Photographer Posts a Photo a Day for 10 Years and is Still Going

photo a day

Back in 2012, photographer Clare Gibson wanted to expand her photography hobby from being a weekend endeavor to a daily routine so decided to follow Dewitt Jones’s photo-a-day project.

The determined photographer saw it through with aplomb and posted a photo for 3,652 days in a row and is continuing into her eleventh year. Gibson tells PetaPixel that she estimates to have taken around 150,000 pictures over the course of 10 years.

“I haven’t missed a single day of the project. At the decade mark (including two years that were leap years) it was 3,652 consecutive days. I have now started year 11,” she explains.

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10 Year Montage Mosaic
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Gibson, who lives in Edmonton, Canada, says she was inspired to start the project after reading an article in a photography magazine written by Dewitt Jones.

“His project was to take and upload a photo each day using his iPhone. I had just got an iPhone for the first time and I thought, that’s perfect, I can do that too,” she says.

“I remember getting to day 100 and feeling like it was a huge achievement, and other photographers congratulating me but warning me that it was a long way to go to get 365 days. That now feels silly!

“It got to the end of the first year and I had enjoyed it so much that I wanted to continue. I kept the same rules except that I could take it on any device I want rather than it being limited to iPhone.”

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Gibson describes her photography style as “eclectic,” but rarely images people.

“It could be a bird, a flower, my pets, street photography, architecture, street art, an everyday object seen from a different perspective (like the inside of a cheese grater or macro shot of a seed), or just how light and shadow are cast on something,” she says.

“I like the shadows of bicycles (and that has been a repeat theme) but also shadows made by railings, newspaper stands, anything really. I enjoy photographing different things, but I think it would be too hard to achieve what I have done if I stuck to just one genre while trying to keep it fresh and ensuring that I don’t repeat myself too much.”

Camera Gear

After 10 years of shooting, Gibson has naturally gone through a few cameras. The first year of the project was shot solely on an iPhone 4s and an iPhone has remained with her for the entirety of the project.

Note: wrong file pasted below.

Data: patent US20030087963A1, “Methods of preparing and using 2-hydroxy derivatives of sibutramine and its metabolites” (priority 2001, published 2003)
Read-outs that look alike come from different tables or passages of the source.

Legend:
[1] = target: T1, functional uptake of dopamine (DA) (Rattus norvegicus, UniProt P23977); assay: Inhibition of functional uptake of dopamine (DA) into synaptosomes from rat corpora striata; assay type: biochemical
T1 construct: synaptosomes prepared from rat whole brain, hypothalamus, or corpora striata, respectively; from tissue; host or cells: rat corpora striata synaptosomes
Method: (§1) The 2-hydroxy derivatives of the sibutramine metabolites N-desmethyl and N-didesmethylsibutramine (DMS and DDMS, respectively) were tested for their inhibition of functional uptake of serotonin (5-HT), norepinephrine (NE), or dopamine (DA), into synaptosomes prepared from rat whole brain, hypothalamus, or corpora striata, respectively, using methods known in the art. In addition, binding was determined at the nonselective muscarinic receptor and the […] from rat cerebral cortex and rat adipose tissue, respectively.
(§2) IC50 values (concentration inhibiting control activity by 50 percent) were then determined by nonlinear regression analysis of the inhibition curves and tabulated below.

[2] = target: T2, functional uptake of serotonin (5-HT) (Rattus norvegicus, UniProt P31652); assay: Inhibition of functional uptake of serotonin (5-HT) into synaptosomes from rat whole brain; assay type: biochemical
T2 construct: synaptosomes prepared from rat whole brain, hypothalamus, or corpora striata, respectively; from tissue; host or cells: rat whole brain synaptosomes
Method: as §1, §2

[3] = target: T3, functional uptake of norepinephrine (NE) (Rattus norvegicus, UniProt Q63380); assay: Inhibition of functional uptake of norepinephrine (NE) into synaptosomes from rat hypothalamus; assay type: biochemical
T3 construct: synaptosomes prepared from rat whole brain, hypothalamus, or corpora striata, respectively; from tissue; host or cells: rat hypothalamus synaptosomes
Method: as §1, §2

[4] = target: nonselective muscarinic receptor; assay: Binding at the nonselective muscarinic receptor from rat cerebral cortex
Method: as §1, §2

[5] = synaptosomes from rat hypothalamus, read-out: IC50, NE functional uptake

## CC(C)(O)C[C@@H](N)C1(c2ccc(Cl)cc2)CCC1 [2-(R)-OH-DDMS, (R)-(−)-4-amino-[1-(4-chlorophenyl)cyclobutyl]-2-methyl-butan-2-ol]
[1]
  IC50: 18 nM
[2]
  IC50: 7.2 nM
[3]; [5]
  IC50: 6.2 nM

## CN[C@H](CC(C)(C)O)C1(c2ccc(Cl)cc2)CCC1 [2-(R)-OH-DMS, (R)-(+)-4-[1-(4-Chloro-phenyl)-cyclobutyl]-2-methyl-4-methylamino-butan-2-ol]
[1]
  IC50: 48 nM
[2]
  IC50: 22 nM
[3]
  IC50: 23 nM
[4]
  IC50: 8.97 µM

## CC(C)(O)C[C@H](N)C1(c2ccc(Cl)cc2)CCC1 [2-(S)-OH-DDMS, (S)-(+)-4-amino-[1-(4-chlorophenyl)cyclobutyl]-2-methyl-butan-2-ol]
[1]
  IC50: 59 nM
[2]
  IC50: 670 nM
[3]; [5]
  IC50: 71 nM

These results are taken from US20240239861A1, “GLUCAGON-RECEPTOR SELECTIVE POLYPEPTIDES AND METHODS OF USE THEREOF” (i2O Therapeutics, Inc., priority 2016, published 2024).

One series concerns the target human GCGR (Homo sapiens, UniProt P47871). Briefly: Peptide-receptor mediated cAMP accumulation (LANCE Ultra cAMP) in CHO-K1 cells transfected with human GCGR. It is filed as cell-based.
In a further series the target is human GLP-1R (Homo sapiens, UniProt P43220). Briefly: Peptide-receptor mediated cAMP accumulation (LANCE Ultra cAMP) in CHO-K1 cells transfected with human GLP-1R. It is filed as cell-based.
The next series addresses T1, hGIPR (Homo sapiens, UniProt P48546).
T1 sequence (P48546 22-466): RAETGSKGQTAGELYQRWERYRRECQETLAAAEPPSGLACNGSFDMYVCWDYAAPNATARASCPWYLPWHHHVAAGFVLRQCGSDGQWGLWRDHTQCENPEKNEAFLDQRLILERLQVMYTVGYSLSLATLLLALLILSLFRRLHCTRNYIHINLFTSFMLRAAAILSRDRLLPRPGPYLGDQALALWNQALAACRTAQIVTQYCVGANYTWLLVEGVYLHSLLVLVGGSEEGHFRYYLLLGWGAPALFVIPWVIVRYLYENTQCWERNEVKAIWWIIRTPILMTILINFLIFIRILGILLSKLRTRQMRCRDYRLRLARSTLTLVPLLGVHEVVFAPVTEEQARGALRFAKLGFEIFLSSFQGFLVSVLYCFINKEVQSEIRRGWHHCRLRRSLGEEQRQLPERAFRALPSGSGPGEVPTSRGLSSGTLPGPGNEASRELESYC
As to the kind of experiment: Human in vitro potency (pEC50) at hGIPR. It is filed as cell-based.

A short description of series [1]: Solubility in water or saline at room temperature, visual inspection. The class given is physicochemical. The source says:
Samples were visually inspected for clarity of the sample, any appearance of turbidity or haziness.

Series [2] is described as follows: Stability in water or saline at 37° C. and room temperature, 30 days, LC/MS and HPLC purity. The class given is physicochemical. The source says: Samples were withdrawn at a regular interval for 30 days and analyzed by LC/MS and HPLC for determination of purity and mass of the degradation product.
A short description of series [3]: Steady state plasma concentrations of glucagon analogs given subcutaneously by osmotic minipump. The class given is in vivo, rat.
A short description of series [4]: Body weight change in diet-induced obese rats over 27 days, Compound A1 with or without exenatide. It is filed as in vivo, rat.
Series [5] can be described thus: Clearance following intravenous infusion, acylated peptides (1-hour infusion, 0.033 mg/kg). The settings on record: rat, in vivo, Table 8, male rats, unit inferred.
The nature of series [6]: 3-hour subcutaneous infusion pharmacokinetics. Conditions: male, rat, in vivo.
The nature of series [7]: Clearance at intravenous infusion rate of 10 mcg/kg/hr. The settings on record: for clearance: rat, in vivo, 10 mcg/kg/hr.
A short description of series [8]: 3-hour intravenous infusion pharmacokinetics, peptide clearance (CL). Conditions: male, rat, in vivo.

“Over the 10 years, I have had different lenses that attached to iPhone that were capable of making fisheye, macro, or extra wide,” she says.

Gibson’s first DSLR was a Canon Rebel and moved on to a Canon 7D II.

“I loved [the 7D]. The crop frame made it great for bird photography, it was pretty quick at focusing and took great shots with a pretty inexpensive lens and the high-speed continuous shooting was great.”

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As mirrorless became more prominent, Gibson turned to Canon’s R series, first getting the Canon R and then the Canon R5.

“It is a pretty impressive camera though I still think it can’t beat my beloved 7D in terms of speed for nature photos,” she says.

“The RF glass is phenomenal though, and I am sure the camera body technology will catch up sometime too.”

Gibson has also used smaller cameras like the Leica D-Lux 6, Olympus Pen, and even polaroids.

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Photography Development

Gibson, originally from Manchester, U.K., says that she has no doubt that her technical skills have vastly improved.

“I think the biggest improvement is my ability to see and the development of my creative eye. It is now totally second nature to me, things constantly catch my eye that I become fascinated by,” she says.

“I look at the world around me with the curiosity of a toddler maybe seeing something for the first time. I am acutely aware of my surroundings, and really think I ‘see’ much more than people just going about their day.

“It frustrates me when people think that people who are using their cameras lots are not in the moment, but I think I see and experience the beauty of everyday objects and environments where other people might think they are mundane.”

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Gibson acknowledges that the project has not always been easy.

“Some days I totally do not feel it, particularly in the dead of winter, or if I am unwell, and might post something that I think is mediocre at best,” she says.

“As time has gone on, I think it is less about the individual photo and more about the collective work,” she adds.

More of Gibson’s work can be found on the project’s website, Twitter, and Instagram.


Image credits: All photos by Clare Gibson.

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